At his greatest moment of professional success as a fisherman, the Apostle Peter fell down and cried in an astounding response, “Depart from me, for I am a sinful man, O Lord” (Luke 5:1-11). Instead of immediately planning how to spend the wealth of the huge catch or considering how to market his skills as a fisherman, Peter turned his focus to the Rabbi and recognized the fearful gap between himself and One with him on the boat.
Peter was likely an expert, schooled in the art and science of his business. Imagine the crush of disappointment that day when he had fished all night during prime fishing hours without a single catch.
Professional embarrassment and concern for the success of his business may have been two emotions. And then the Rabbi came to him and asked him to partner in the Rabbi’s work for a day. Jesus’ request may have sounded like, “Bring your skills, your boat, and your best equipment and let’s do some Kingdom work.” They set out from the shore a short distance; then Jesus asked Peter to launch into the deep water and lower the nets. Peter first objected. As an expert fisherman, he knew the effort was hopeless. The Rabbi was a great man but certainly not a fisherman. Nevertheless, Peter lowered the nets and experienced the overwhelming catch.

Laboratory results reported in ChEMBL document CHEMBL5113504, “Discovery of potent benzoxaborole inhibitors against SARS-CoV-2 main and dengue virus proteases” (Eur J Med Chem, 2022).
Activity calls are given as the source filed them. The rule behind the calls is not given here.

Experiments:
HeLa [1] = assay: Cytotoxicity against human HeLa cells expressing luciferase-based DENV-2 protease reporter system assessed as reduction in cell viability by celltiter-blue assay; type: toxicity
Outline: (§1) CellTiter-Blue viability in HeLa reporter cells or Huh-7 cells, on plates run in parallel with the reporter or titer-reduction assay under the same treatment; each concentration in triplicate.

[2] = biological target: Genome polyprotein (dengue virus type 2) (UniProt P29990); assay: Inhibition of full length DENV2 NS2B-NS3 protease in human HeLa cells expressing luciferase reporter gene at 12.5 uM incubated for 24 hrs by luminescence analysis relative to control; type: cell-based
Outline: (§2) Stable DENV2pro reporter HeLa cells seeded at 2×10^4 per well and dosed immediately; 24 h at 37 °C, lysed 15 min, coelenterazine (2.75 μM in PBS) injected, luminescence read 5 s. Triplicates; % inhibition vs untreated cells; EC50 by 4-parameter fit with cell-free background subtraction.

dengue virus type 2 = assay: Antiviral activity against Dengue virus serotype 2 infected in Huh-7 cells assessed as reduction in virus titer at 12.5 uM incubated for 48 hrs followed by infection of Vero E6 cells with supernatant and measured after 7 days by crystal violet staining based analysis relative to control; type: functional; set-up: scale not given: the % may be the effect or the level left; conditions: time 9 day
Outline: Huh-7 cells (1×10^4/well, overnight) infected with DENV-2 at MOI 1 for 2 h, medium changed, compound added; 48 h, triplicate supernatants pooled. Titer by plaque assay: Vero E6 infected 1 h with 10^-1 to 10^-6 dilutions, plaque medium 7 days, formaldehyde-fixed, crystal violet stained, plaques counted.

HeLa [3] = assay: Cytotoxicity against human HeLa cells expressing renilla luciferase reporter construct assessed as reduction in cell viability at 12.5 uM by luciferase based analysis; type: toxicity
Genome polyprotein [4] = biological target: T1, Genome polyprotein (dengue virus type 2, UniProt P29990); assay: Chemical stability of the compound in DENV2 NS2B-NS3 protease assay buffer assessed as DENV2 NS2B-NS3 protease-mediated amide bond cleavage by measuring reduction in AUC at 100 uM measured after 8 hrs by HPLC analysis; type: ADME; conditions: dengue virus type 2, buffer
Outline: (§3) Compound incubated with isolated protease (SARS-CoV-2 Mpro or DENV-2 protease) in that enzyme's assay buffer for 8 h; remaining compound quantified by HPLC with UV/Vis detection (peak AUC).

We all love success. It feels good—certainly better than failure. But success can easily become a stumbling block if not handled humbly and wisely. It can lead to self-focus, arrogance, sense of entitlement, and a misplaced view of our own importance. Succeeding well is a challenge.
Peter met the challenge.
Instead of burnishing his own ego and reputation, Peter looked to the transcendent essence of Jesus. He saw his own desperate need while experiencing professional success because he saw the true Source of that success. Peter knew he was unworthy to experience the providence the Rabbi offered.
God’s benevolence visits each of us at times. We might receive a favorable promotion, get selected for a choice assignment, or be commended for our work in a high-profile mission. Yes, God will work through our skills and experience just as He worked through Peter’s. God, the infinitely self-sufficient One, graciously invites us to bring what we have and partner with Him. We contribute our time, skills, and resources, but our real success is that we have been graced by the Rabbi’s favor, presence, power, and an invitation to join Him.
When success came, Peter knew it did not come from himself. He rightly turned his attention to the Author of success, recognized his own neediness, and submitted without reservation to the Master’s call to follow Him.